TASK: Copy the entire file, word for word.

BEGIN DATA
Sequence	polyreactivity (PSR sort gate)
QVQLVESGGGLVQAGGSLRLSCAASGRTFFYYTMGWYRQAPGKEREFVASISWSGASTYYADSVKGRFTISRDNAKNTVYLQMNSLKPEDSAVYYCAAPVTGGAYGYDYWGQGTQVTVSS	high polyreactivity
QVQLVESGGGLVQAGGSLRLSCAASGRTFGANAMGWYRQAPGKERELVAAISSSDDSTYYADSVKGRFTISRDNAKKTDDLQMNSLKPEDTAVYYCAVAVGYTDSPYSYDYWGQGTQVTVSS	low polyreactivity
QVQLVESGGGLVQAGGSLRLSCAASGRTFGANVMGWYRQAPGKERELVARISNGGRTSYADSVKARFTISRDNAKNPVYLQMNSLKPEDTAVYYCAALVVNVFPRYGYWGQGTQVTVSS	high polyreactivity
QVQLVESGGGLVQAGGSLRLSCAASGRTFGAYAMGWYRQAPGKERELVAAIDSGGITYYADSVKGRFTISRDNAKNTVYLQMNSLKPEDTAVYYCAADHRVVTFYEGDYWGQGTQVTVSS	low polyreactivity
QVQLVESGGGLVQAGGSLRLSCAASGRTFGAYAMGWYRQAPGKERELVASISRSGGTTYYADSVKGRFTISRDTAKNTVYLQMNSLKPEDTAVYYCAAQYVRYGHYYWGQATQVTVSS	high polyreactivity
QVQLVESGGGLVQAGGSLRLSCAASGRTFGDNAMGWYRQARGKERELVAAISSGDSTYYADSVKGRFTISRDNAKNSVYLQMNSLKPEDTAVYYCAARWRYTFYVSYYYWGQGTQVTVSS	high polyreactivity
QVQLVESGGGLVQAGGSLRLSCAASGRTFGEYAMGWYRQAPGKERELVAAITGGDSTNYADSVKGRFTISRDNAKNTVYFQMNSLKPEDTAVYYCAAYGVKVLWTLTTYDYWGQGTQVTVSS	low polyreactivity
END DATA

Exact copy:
Sequence	polyreactivity (PSR sort gate)
QVQLVESGGGLVQAGGSLRLSCAASGRTFFYYTMGWYRQAPGKEREFVASISWSGASTYYADSVKGRFTISRDNAKNTVYLQMNSLKPEDSAVYYCAAPVTGGAYGYDYWGQGTQVTVSS	high polyreactivity
QVQLVESGGGLVQAGGSLRLSCAASGRTFGANAMGWYRQAPGKERELVAAISSSDDSTYYADSVKGRFTISRDNAKKTDDLQMNSLKPEDTAVYYCAVAVGYTDSPYSYDYWGQGTQVTVSS	low polyreactivity
QVQLVESGGGLVQAGGSLRLSCAASGRTFGANVMGWYRQAPGKERELVARISNGGRTSYADSVKARFTISRDNAKNPVYLQMNSLKPEDTAVYYCAALVVNVFPRYGYWGQGTQVTVSS	high polyreactivity
QVQLVESGGGLVQAGGSLRLSCAASGRTFGAYAMGWYRQAPGKERELVAAIDSGGITYYADSVKGRFTISRDNAKNTVYLQMNSLKPEDTAVYYCAADHRVVTFYEGDYWGQGTQVTVSS	low polyreactivity
QVQLVESGGGLVQAGGSLRLSCAASGRTFGAYAMGWYRQAPGKERELVASISRSGGTTYYADSVKGRFTISRDTAKNTVYLQMNSLKPEDTAVYYCAAQYVRYGHYYWGQATQVTVSS	high polyreactivity
QVQLVESGGGLVQAGGSLRLSCAASGRTFGDNAMGWYRQARGKERELVAAISSGDSTYYADSVKGRFTISRDNAKNSVYLQMNSLKPEDTAVYYCAARWRYTFYVSYYYWGQGTQVTVSS	high polyreactivity
QVQLVESGGGLVQAGGSLRLSCAASGRTFGEYAMGWYRQAPGKERELVAAITGGDSTNYADSVKGRFTISRDNAKNTVYFQMNSLKPEDTAVYYCAAYGVKVLWTLTTYDYWGQGTQVTVSS	low polyreactivity